Save the World – stop eating meat!

(thanks to Dominic, a pal of mine doing brilliant Buddhist things at Harvard for this)

The BBC reports today that the number one contributor to human greenhouse gas emissions is not travel, but meat production.

[T]he biggest source globally of carbon dioxide from meat production is land clearance, particularly of tropical forest, which is set to continue as long as demand for meat rises.

Now, for those of us living in Montana, this may not hit home so much. Most of our meat, we think, must come from the 4 million cows that live in our state, right? Perhaps, but I wouldn’t be so sure.

Better to be safe than sorry and join the millions of us who have cut out commercial/domesticated meats today.

FROM OTHER NEWS SITES

The Hindu Eat less meat to fight climate change: Pachauri – 7 hrs ago
UPI U.N. ties red meat to global warming – 10 hrs ago
Channel 4 News Britons told to cut back on meat – 13 hrs ago
Telegraph UN: Eat less meat for climate – 16 hrs ago
Sydney Morning Herald Eat less meat to fight climate change: UN expert – 20 hrs ago

  • http://www.blogger.com/profile/13718601770472939313 Tom Armstrong

    Good post, but none of us should think of this as a local or state issue — since beef and other meats are widely transported.If Montanans were to all stop eating meat, then, even if production was little reduced within the state, US/worldwide demand would be reduced and that would help in the fight against global warming.

  • http://www.blogger.com/profile/13718601770472939313 Tom Armstrong

    Also, I think, perhaps, you mean “Most of y[our] meat, we think, must come from the 4 mission cows that DIE within [y]our state.” — since eating living cows is considered cruel and rare, whereas eating dead cows is ironically and strangely considered commonplace and sane.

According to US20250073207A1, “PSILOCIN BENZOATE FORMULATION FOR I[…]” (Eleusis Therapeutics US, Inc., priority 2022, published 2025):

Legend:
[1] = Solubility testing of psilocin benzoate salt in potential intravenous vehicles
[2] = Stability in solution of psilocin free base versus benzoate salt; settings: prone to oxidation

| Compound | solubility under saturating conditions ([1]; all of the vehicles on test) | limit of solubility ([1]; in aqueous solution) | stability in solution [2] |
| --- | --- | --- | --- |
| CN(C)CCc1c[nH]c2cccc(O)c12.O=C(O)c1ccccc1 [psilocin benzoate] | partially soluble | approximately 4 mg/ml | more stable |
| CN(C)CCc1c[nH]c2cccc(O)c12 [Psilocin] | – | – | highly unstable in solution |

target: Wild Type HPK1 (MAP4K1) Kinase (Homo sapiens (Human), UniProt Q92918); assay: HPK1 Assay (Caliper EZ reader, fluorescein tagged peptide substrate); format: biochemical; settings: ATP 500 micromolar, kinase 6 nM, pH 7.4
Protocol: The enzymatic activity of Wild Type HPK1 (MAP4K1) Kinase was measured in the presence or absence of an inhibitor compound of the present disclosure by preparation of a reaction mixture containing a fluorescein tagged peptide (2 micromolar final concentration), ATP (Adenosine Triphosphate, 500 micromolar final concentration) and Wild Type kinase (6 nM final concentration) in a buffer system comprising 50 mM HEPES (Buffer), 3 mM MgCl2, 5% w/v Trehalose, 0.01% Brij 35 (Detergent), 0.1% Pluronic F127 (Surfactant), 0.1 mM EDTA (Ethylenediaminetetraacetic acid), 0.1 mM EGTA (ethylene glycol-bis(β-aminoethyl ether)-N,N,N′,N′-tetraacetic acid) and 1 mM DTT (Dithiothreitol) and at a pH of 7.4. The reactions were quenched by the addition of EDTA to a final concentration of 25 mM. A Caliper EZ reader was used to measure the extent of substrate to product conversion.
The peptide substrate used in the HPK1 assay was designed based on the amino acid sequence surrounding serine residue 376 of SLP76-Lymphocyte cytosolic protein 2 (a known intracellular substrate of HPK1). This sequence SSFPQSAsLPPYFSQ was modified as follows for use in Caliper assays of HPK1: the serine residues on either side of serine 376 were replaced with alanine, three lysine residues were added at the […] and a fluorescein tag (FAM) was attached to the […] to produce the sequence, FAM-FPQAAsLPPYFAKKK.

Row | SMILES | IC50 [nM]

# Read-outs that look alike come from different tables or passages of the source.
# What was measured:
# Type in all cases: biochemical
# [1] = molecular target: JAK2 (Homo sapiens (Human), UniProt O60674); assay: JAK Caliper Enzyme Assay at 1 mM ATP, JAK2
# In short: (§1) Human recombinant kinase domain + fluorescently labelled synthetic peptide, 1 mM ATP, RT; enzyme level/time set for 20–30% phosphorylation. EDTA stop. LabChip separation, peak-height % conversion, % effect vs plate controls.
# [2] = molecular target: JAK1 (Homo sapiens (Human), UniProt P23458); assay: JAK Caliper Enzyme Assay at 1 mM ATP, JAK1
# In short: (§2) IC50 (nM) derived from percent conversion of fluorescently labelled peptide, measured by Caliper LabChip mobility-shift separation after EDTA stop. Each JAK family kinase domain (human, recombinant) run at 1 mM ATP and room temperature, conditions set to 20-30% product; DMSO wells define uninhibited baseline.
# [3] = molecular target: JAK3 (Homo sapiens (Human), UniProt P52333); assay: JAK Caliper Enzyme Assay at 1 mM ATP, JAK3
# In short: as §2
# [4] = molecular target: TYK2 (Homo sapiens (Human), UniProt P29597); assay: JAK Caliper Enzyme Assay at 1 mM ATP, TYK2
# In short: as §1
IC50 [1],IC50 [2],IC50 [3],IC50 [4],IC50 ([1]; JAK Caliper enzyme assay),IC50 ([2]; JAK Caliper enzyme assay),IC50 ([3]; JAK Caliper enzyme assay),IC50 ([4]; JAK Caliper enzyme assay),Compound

• http://www.blogger.com/profile/13718601770472939313 Tom Armstrong

    Whoops. I meant to write “4 million” cows rather than “4 mission” cows. There are no cows hanging around the mission, waiting to be eaten.

  • http://www.blogger.com/profile/13266018405604523361 Patia

    Justin, I can’t believe you were born and raised in Montana. Haven’t you seen those signs: “You’re in Cattle Country. Eat Beef!”

  • http://www.blogger.com/profile/14246929532585980356 Buddhist_philosopher

    Tom – You’re absolutely right. But some people see the locality as an important facet of the food-debates. If I eat a pound of soy shipped from Michigan, I may be contributing as much green-house gas as eating a pound of MT-raised beef. And I’ll be on the lookout for those mission cows :)Patia, I know, I’m an odd little duck. But I’ve learned to ignore lots of Montana signs, like “Ax Max” and “Keep us out of UN” and “W’04.”

  • http://www.blogger.com/profile/14246929532585980356 Buddhist_philosopher

    Oh, and Tom – I’m not sure about this, but I was long ago led to understand that most of our lovely (mostly) organic, grass-fed Montana cows are auctioned off to feed-lots outside of the state to be fattened up before their eventual demise. Crazy world we live in…